I followed that saga between a prominent family versus a woman who was married to their son before he died with both bemusement and sadness.
You’d have hoped that after the tragedy (loss of a first son) that befell this mightiest of Kenyan political families six years ago, the women-folk would be very close now.
Let me say here that I knew the deceased gentleman.
I even got to meet his foreign wife, once, in his company, at the evening party of the beach wedding of my lawyer pal Jack Muriuki and Nadria, back in November of 2012, at some swanky hotel in Coast.
My own feeling is that it is not the millions, but the grandson, who is at stake in this ‘in-law’ war.
What is to stop the Eritrean, once hundreds of millions are in the account, from taking off with her son, back to Asmara, cutting off all communication with her Kenyan shemejis, and because she will now be a rich, and still pretty widow, marrying some ‘Haile Selassie’ type character?
But that’s not the issue for today.
The point is, once death happens, there is a lot of grief…
After the grief comes anger and a whole lot of blame games and resentment – that often ends up tearing family members apart.
Sometimes, money too!
Look at that tragic Ethiopian Airlines crash from back in February – in which my personal friend and fellow columnist Tony Ngare passed away.
There is a man who lost his wife, daughter, and three grandchildren…
Now he has claimed that his late daughter’s hubby never paid bride price for her.
And they got into a bit of a burial tussle.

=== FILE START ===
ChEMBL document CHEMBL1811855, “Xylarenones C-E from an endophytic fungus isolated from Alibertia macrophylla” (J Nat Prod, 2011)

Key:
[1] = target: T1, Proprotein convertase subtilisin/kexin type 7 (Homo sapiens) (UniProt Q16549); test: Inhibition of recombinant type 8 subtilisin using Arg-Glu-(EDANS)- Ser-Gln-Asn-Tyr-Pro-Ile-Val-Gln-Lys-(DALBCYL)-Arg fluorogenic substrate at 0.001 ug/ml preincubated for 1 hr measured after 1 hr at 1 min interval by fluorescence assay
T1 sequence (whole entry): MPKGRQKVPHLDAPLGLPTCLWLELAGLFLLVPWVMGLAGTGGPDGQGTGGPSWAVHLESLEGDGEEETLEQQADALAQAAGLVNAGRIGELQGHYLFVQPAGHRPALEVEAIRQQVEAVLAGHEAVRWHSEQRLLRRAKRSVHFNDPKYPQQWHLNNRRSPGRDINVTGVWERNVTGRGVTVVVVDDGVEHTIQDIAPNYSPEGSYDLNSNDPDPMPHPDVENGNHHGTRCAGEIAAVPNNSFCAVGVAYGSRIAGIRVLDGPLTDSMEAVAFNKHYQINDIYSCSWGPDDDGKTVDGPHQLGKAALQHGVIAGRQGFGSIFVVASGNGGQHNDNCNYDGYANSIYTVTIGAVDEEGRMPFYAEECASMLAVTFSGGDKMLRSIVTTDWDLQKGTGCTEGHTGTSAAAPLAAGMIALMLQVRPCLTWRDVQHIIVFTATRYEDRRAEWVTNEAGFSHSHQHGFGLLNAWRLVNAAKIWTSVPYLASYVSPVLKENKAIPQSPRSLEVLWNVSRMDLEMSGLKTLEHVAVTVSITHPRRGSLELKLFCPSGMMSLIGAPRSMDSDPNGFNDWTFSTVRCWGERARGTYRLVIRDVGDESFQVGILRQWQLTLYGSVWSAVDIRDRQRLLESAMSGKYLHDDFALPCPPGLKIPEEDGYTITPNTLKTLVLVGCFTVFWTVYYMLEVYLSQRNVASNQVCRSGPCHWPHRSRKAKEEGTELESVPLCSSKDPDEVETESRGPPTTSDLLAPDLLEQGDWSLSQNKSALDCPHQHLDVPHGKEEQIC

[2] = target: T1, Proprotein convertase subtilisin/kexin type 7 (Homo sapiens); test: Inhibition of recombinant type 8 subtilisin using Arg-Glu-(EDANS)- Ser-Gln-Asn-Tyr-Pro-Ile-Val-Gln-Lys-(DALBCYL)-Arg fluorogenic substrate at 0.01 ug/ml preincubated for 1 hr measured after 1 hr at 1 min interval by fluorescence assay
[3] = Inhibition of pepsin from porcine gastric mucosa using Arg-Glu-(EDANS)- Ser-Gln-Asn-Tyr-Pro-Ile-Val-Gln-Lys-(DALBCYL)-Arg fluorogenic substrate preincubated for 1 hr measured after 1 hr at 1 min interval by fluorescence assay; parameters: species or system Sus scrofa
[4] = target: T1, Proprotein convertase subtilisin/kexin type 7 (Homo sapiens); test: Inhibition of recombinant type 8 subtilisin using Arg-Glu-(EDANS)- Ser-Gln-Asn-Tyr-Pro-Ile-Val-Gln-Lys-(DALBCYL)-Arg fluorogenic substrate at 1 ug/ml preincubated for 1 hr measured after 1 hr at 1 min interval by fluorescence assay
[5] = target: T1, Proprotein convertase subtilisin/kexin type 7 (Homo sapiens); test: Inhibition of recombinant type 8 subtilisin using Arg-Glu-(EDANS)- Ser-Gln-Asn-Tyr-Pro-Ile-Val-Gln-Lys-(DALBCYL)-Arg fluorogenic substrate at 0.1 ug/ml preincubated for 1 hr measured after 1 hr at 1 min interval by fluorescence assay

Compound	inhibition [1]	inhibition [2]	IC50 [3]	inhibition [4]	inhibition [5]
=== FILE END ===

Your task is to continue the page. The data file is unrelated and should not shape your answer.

Yet the truth is that Boeing may end up compensating about Sh30 million a life!
Let’s be clear here, our loved one’s lives are priceless. If I was offered nine billion bob for my family, I’d tell that Satan to go to hell (to which the Mephistopheles would reply: ‘You mean you want me to go back home?’).
But if I were the eventual adjudicator/judge of this EA case, I’d give that hubby Sh90 million (for the kids), the mzee Sh30 million (for his late wife) and order that they split the thirty million for the woman (wife/daughter) equally.
Even in the Bible, one King had to be Solomonic in his wisdom when ‘splitting’ aside from a feuding family.
Sibling rivalry in childhood also often leads to irreversible family splits in adulthood.
For others, like those ‘billionaire’ brothers fighting over an estate in Kitisuru (or somewhere), it is the question of inheritance that has caused the great, and probably irreparable relationship rift.
I heard of a brother and sister – fraternal twins – who no longer speak because on the sister’s wedding day, her twin bro got a bit plastered on the champagne and when the time for the toast came, told the groom: ‘You are like that lazy guy who lives in his mom’s basement, playing P.S. all day, but one day, wins a lottery. When you met my sister, boss, you HIT the jackpot.’
The two men ended up trading punches in front of the guests!
Most cases aren’t as dramatic, but we have heard of a family that cuts off communication because someone married from the wrong ‘tribe,’ race or even religion.
There was this TV host whose mother never attended his wedding to his colleague because the strict SDA mom believed that television girls are sluts.
A popular blogger this week revealed the confessions of a Buruburu lady called ‘Gacheri.’
She apparently had become promiscuous and a sex addict between the ages of 19 and 27, because of body shaming by her mother, and a dad who compared her (unfavourably) vis-à-vis her big sister.
Although her story had a happy ending, it could have gone in a whole familiar direction.
Gacheri going incommunicado on her parents, never speaking again to her sister.
Then when she got children, denying her parents the chance to see their grandchildren, only making up when one or the other of them is on their deathbed.